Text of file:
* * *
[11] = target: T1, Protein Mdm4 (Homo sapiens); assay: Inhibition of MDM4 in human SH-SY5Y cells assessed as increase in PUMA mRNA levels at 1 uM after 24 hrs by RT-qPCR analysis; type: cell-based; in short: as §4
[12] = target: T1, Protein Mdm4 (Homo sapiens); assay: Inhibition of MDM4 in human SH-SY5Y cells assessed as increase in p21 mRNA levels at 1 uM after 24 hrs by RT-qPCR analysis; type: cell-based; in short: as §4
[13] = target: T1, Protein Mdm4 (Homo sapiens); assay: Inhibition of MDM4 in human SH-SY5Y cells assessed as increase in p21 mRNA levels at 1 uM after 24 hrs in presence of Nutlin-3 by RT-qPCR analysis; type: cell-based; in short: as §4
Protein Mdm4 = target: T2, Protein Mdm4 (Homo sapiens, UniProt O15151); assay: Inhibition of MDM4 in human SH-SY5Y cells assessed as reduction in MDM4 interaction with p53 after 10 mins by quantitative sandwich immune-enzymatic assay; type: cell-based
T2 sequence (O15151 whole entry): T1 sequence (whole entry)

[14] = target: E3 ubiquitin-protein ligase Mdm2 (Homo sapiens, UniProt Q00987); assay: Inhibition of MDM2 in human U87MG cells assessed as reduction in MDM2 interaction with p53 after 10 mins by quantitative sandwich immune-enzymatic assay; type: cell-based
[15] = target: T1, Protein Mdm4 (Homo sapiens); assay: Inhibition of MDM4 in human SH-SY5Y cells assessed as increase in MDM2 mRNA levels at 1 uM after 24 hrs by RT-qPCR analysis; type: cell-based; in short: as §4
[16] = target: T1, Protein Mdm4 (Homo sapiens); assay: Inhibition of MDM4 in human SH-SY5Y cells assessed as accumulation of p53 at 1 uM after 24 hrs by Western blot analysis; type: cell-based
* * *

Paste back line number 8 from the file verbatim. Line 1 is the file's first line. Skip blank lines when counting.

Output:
[16] = target: T1, Protein Mdm4 (Homo sapiens); assay: Inhibition of MDM4 in human SH-SY5Y cells assessed as accumulation of p53 at 1 uM after 24 hrs by Western blot analysis; type: cell-based